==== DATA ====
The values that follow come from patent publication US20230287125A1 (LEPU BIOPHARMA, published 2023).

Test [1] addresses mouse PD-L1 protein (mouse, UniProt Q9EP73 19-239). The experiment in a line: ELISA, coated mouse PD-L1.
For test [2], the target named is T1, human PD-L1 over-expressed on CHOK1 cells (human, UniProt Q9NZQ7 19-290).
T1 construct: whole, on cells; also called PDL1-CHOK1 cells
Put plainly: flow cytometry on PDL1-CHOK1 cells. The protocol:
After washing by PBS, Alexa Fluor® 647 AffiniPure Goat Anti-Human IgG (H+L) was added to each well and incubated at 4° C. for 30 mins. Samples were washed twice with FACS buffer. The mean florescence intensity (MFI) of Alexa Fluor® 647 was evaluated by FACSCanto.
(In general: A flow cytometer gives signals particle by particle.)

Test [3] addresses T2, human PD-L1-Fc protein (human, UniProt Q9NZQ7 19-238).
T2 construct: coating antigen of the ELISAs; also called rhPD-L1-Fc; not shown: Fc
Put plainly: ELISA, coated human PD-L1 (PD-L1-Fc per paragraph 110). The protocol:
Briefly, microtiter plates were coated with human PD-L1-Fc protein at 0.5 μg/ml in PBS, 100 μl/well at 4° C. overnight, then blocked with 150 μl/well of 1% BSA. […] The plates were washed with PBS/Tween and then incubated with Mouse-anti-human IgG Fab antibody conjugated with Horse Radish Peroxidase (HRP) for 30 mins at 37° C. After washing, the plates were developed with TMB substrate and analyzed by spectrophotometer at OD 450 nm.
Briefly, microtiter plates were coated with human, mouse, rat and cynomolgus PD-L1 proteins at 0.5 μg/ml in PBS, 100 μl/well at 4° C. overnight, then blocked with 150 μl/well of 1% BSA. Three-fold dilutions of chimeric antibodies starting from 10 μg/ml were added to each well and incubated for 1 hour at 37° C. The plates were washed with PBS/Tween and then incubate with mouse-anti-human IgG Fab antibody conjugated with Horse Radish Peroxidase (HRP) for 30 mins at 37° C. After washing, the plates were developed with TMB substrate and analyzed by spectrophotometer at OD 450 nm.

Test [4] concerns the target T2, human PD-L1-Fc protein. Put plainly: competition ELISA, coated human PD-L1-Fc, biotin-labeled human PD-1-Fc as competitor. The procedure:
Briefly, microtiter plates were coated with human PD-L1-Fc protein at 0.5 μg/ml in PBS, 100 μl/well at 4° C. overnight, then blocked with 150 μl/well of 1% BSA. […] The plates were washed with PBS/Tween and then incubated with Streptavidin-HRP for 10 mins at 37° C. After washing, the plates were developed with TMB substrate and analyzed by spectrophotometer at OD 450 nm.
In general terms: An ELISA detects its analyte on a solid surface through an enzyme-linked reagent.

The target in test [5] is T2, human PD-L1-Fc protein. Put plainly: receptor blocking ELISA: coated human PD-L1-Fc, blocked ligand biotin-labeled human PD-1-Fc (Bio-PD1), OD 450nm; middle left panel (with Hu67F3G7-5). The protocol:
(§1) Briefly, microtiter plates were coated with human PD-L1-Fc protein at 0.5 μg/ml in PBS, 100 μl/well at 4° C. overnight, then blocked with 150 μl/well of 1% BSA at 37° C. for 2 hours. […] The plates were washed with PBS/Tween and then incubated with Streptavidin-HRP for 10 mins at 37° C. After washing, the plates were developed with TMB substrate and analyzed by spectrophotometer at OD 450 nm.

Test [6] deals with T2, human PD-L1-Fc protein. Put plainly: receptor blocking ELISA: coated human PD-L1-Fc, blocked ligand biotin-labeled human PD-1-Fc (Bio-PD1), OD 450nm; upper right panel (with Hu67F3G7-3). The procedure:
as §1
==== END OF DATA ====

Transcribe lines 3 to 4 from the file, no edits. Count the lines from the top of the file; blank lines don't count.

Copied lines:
For test [2], the target named is T1, human PD-L1 over-expressed on CHOK1 cells (human, UniProt Q9NZQ7 19-290).
T1 construct: whole, on cells; also called PDL1-CHOK1 cells